The state of Umbria produces only approximately 35% (1 million hl) of its neighbour Tuscany, one of Italy's smallest wine production regions. Orvieto white and Sagrantino red are the region's most renowned wines. Its interior, land-locked location brings a deep continental climate with summer temperatures often touching 40 celsius. The spectacular Apennine backdrop brings vineyard elevation, especially round Montefalco, as well as a variety of soils: deep sandy calcareous clays around Orvieto and finer free-draining stony soils in the best Montefalco sites. During the Middle Ages the region was so famous for its sweet white Orvieto that its production was tax-exempt. A far cry from the mainly anonymous dry white version now bottled in large quantities, mainly by northern merchants; indeed of the 120 bottlers of Orvieto, only 25 are actually resident in the state. As recently as thirty years ago, Orvieto was rated more highly than either Soave or Verdicchio; now it is lagging far behind. Recent initiatives to increase the proportion of Grechetto ignores the importance of the better quality/smaller Trebbiano clone, Procanico, as a key component of top Orvieto. More important though has been the rise of the full-bodied dry/Secco red wine Sagrantino di Montefalco. First documented in 1549, the richly tannic Sagrantino grape was prized for its ability to produce sweet 'Passito' wines; the trend towards dry/Secco wines has only outstripped the sweet over the past 15 - 20 years. Lacking the infrastructure of its wealthier neighbour Tuscany, Umbria quickly fell behind, aggravated by Communism; it became a relatively poor agricultural state reliant upon cereal, sunflowers, olives and grapes. The olive oil issuing from the presses of Trevi and Spoletto is considered among Italy's finest and they refer to its elixir in exulted tones. The centuries old trees claim the best, stoniest, sunniest sites, while the more recent newcomers, grapes, often have to contend with the deeper clay soils lower down. Since being awarded the DOCG status in 1992 (in an attempt to kick-start the potential) the number of wineries making Sagrantino di Montefalco has rocketed: rising from 15 in 2000 to 42 (a total of 660 ha) in 2008. Many seek to ape the commercial American success enjoyed by Arnaldo Caprai, employing consultants to push the grapes to even darker, more extracted & alcoholic levels. While this might suit American scribes, the wine's natural balance and long-term ageability is called into question. Added to which a vineyard's very best fruit is still often reserved for the production of 'Passitio'. Sagrantino di Montefalco has one of the lowest maximum yields at 48 hl/ha and must be aged for 30 months pre-release, of which 12 mths must be in wood - increasingly French barriques. Montefalco Rosso is an earlier drinking blend of Sangiovese (60-70%), Sagrantino (10-15%), Cabernet Sauvignon, Merlot (15-30%). Recent great vintages include 2008, 2007, 2005 & 1998; while 2006, 2004, 2003, 2001, 2000 were deemed good to very good.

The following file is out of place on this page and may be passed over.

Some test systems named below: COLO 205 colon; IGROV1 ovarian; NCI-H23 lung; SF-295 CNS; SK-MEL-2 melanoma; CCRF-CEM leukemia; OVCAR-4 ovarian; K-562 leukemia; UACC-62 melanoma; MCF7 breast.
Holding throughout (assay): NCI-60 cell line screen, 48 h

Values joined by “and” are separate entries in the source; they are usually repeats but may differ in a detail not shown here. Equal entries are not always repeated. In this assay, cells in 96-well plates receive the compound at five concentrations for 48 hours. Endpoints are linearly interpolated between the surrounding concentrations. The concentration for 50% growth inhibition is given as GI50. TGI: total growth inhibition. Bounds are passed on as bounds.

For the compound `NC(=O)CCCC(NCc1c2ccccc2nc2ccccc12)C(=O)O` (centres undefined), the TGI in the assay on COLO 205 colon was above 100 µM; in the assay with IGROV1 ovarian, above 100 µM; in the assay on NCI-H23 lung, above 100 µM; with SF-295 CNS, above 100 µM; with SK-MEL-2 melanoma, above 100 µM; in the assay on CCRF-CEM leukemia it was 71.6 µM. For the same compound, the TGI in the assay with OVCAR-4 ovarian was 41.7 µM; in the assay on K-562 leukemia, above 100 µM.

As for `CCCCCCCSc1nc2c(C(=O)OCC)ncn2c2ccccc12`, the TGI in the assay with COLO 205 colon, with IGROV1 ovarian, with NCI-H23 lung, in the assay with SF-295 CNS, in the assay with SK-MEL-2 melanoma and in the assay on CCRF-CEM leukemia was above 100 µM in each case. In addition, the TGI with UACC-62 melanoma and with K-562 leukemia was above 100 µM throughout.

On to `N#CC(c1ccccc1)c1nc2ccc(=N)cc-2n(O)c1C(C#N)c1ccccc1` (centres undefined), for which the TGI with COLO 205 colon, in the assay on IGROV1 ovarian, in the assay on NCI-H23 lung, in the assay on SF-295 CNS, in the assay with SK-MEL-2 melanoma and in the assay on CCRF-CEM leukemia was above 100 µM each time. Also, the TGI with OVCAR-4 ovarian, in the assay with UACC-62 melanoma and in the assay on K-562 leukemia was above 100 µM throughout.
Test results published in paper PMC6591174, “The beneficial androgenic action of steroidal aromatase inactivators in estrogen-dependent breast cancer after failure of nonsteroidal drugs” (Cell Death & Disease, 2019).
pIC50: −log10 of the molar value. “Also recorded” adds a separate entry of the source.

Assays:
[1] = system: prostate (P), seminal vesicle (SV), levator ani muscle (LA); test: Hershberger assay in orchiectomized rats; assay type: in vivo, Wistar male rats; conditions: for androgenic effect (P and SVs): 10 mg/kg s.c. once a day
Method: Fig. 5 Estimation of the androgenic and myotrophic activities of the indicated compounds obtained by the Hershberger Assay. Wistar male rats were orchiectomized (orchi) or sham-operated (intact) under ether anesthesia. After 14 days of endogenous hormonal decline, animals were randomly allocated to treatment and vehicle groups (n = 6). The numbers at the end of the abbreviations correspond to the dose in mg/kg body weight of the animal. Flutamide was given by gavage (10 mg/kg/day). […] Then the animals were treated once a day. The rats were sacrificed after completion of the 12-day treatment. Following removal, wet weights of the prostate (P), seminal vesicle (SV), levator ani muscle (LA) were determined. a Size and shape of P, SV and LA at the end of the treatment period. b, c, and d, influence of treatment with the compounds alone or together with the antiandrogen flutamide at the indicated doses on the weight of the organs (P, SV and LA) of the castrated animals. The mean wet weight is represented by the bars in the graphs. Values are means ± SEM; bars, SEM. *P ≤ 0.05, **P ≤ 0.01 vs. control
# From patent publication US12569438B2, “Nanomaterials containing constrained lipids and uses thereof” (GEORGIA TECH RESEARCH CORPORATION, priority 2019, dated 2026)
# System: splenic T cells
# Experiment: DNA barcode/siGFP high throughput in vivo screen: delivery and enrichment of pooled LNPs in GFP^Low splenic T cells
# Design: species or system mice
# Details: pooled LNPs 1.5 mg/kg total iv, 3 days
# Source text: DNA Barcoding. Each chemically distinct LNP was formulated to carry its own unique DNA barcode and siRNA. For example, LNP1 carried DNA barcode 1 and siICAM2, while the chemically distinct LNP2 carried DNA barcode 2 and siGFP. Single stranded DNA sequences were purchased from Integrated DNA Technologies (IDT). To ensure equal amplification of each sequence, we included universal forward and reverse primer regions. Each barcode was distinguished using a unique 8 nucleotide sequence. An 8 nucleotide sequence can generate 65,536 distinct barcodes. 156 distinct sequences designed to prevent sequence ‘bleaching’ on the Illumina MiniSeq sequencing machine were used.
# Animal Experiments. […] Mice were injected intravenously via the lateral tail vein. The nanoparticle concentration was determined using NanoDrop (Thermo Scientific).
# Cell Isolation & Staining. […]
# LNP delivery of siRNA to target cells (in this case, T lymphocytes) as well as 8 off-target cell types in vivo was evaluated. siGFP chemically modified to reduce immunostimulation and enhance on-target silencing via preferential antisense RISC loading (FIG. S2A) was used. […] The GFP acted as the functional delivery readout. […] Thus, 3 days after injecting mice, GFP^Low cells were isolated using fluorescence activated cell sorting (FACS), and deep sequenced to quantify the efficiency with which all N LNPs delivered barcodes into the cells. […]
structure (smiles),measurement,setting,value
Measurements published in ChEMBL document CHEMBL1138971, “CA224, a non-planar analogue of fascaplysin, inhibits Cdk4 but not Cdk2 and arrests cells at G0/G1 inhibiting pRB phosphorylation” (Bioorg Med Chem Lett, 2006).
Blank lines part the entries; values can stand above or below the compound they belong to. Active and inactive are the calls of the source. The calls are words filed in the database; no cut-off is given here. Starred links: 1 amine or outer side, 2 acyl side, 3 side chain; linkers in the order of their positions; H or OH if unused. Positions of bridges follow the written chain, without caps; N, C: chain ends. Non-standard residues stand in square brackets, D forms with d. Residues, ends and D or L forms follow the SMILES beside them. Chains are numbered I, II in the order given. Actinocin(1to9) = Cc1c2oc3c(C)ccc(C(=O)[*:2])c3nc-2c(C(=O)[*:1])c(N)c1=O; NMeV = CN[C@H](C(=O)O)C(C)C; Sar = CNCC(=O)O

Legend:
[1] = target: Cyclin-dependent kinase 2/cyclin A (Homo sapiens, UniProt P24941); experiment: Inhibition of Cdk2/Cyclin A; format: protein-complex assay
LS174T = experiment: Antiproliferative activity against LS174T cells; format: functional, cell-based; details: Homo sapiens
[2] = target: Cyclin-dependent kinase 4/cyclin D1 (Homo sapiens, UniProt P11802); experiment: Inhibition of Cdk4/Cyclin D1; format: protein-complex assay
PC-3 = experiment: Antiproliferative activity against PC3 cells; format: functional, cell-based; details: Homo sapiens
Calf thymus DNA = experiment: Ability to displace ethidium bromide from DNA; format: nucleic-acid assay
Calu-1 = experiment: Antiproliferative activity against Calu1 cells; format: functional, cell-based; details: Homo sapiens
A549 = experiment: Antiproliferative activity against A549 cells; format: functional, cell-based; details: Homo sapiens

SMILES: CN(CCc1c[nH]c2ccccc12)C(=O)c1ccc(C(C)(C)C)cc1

Recommended Producers: Milziade Antano